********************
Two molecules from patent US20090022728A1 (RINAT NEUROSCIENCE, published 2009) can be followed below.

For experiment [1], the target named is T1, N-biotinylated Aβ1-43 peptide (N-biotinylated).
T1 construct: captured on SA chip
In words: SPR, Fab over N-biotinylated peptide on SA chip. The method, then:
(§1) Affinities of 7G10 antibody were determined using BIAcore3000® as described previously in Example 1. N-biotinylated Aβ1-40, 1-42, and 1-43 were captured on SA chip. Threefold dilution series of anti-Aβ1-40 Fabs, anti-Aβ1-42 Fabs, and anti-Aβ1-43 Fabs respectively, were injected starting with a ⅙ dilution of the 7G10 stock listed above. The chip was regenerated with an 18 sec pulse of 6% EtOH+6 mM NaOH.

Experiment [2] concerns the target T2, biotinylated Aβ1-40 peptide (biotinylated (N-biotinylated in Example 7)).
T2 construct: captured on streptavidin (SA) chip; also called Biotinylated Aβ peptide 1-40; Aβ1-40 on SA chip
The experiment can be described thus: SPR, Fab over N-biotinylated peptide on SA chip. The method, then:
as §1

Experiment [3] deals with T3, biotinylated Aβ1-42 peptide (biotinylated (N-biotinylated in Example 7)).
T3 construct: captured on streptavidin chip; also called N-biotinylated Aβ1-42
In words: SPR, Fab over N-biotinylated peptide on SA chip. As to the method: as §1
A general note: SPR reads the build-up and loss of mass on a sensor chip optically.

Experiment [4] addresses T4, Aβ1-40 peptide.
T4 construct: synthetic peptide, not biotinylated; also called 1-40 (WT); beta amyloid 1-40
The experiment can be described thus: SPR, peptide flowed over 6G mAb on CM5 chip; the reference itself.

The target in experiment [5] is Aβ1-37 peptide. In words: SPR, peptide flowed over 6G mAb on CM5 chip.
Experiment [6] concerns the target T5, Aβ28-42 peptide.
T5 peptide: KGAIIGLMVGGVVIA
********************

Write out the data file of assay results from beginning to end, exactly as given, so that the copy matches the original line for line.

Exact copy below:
Two molecules from patent US20090022728A1 (RINAT NEUROSCIENCE, published 2009) can be followed below.

For experiment [1], the target named is T1, N-biotinylated Aβ1-43 peptide (N-biotinylated).
T1 construct: captured on SA chip
In words: SPR, Fab over N-biotinylated peptide on SA chip. The method, then:
(§1) Affinities of 7G10 antibody were determined using BIAcore3000® as described previously in Example 1. N-biotinylated Aβ1-40, 1-42, and 1-43 were captured on SA chip. Threefold dilution series of anti-Aβ1-40 Fabs, anti-Aβ1-42 Fabs, and anti-Aβ1-43 Fabs respectively, were injected starting with a ⅙ dilution of the 7G10 stock listed above. The chip was regenerated with an 18 sec pulse of 6% EtOH+6 mM NaOH.

Experiment [2] concerns the target T2, biotinylated Aβ1-40 peptide (biotinylated (N-biotinylated in Example 7)).
T2 construct: captured on streptavidin (SA) chip; also called Biotinylated Aβ peptide 1-40; Aβ1-40 on SA chip
The experiment can be described thus: SPR, Fab over N-biotinylated peptide on SA chip. The method, then:
as §1

Experiment [3] deals with T3, biotinylated Aβ1-42 peptide (biotinylated (N-biotinylated in Example 7)).
T3 construct: captured on streptavidin chip; also called N-biotinylated Aβ1-42
In words: SPR, Fab over N-biotinylated peptide on SA chip. As to the method: as §1
A general note: SPR reads the build-up and loss of mass on a sensor chip optically.

Experiment [4] addresses T4, Aβ1-40 peptide.
T4 construct: synthetic peptide, not biotinylated; also called 1-40 (WT); beta amyloid 1-40
The experiment can be described thus: SPR, peptide flowed over 6G mAb on CM5 chip; the reference itself.

The target in experiment [5] is Aβ1-37 peptide. In words: SPR, peptide flowed over 6G mAb on CM5 chip.
Experiment [6] concerns the target T5, Aβ28-42 peptide.
T5 peptide: KGAIIGLMVGGVVIA